Matt Abbott, frontman of Skint & Demoralised, has plenty to be excited about. He’s just played his first gig in six years, newly signed to Fierce Panda records with a single release getting regular plays on 6 Music. He’s not long come back from a holiday in Italy with his fiancee, and he seems as surprised as anyone that his band has reformed. He tells me if I had asked him last year whether the band would get back together he would have said he was 99% sure that wasn’t going to happen.

Where did this urge to reform come from then? “I’m not that musical, I’m a poet,” Matt tells me, “David Gledhill writes the music, we’ve never physically been in a room together whilst writing.” Back in 2007, David was producing in Sheffield under the guise MiNI dOG when he heard the 17 year old’s poetry on MySpace. The first album, made from chopped up poems laid over instruments, charmed the alternative indie scene with demo plays on BBC Radio 1 from Steve Lamacq.

Matt who has gone on to be “quite a political poet” laments the fact their first album Love And Other Catastrophes focused only on love songs. Perhaps because Matt, then 19, was “flitting about having love affairs, at a time when your own identity consumes you.” Inspired by Sleaford Mods’ political following, the duo wondered if they could do something similar, “Wouldn’t it be great to do a low-fi political album – let’s do three songs and see how that goes.”

So far it seems to be going well, the band’s first single release Boro Kitchen 4am featured on 6 Music and they are set to play The Great Escape’s Fierce Panda stage this weekend. Matt recalls their first gig at TGE 10 years ago in “that bar at the end of the pier, I got pissed and fell off the stage.” He played Komedia later that same evening and thought the label (Universal) was “a bit tight” sending him out with a boombox to read from his phone. He laughs, “Which ironically is what Sleaford Mods are doing at the moment.”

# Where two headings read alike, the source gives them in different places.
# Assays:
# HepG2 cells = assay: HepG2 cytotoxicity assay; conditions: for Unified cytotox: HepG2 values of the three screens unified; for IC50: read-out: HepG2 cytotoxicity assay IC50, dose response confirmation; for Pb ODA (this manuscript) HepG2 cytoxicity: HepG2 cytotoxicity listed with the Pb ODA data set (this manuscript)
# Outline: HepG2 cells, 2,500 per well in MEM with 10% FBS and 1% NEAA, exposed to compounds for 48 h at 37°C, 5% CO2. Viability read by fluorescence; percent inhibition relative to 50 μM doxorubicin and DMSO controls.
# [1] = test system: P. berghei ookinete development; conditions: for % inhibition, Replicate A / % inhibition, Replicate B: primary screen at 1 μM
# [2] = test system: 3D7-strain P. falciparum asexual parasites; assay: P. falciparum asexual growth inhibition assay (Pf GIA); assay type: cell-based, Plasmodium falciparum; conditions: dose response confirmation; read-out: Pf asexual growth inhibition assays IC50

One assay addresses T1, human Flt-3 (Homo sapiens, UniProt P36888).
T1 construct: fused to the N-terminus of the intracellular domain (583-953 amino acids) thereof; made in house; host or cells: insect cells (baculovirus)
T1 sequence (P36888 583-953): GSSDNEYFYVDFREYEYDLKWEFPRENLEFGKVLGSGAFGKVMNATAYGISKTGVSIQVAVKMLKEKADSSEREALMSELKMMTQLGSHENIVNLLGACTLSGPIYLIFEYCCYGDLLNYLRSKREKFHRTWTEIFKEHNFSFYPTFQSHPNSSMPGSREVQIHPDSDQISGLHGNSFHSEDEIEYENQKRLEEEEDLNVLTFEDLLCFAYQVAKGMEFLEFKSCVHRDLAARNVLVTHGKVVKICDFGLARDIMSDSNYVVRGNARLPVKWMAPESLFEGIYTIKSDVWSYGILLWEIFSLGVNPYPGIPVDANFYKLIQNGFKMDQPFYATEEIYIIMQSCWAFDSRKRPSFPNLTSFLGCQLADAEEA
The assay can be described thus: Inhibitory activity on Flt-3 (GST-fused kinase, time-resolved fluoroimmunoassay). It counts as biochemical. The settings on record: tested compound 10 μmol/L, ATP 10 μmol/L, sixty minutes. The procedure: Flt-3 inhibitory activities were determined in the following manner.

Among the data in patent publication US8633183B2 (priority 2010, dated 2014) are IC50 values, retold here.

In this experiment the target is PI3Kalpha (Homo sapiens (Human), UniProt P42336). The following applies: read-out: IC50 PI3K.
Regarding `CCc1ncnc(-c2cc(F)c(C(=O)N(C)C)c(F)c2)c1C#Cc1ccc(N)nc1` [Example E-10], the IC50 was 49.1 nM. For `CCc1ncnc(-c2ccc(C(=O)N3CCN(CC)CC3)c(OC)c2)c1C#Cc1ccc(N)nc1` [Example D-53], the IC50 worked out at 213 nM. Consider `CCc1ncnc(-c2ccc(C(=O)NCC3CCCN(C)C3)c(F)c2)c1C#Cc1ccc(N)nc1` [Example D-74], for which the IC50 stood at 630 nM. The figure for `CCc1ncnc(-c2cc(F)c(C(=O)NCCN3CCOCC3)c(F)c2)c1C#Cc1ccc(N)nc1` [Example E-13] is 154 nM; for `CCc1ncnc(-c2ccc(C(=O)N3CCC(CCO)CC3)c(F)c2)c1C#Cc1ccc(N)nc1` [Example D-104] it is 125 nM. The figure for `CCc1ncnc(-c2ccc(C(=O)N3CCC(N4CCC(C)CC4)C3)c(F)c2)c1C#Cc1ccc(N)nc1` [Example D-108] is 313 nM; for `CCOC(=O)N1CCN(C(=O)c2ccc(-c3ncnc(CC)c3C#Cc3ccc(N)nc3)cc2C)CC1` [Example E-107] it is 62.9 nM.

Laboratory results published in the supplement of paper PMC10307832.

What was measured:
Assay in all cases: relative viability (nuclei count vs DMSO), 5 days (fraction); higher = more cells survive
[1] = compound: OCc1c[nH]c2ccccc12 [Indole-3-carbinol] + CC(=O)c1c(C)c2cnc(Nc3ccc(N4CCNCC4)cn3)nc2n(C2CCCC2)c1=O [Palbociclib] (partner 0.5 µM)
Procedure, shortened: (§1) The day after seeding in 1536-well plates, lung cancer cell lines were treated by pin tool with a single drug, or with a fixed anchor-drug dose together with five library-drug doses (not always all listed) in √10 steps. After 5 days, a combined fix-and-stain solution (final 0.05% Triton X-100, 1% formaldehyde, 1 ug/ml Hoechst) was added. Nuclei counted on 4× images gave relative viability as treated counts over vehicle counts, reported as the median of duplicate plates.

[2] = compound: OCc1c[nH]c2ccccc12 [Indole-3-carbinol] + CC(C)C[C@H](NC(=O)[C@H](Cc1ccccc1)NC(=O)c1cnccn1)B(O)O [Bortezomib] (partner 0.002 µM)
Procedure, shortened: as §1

Their first album for Universal was extremely polished, with orchestra, brass, keys, backing vocals, it was pop well produced, but the band was dropped by the label when their single Red Lipstick didn’t make the top 40. He remembers being encouraged by them to be “more of a dickhead” on stage. He describes himself now as a polite person, quite friendly, charming. At the time though, he said Universal told him ‘you need to make people feel annoyed you have to perform for them. It’s a proper rock n roll thing, you can’t be nice.’

This time around the album has been recorded on their own terms, in a shipping container in Stratford. He’s feeling the pressure of being a frontman, the expectation – as long as you’re authentic though he says, it’s ok to be outspoken.

And he has no problem with being outspoken. The new album We Are Humans which he describes as “quite raw, post-punk lyric driven” takes its title from a photo of graffiti on a portaloo in the Calais Jungle. He volunteered there a couple of times either side of the Brexit referendum. He also grew up in Wakefield, an electorate that voted 66% leave. The album defends a lot of the reasons people voted leave “I find myself in a really weird position” he says, “I understand the fears about unemployment.” Much of the lyrical material for the album has been lifted from Matt’s acclaimed spoken word show Two Little Ducks, which explores working-class views on Brexit. He hopes its message about the contradictions of nationalism will reach a wider audience.

For now though, he has to try and be a frontman again, they have two comeback shows, and an album out at the end of summer. “Aye” he says “Do I need to be a dickhead, start swearing at people? Nobody needs to do that. I’m just going to go and have fun.”

Skint and Demoralised play The Great Escape’s Three Wise Cats (Casablanca) stage on Fri 10 May at 3:15pm.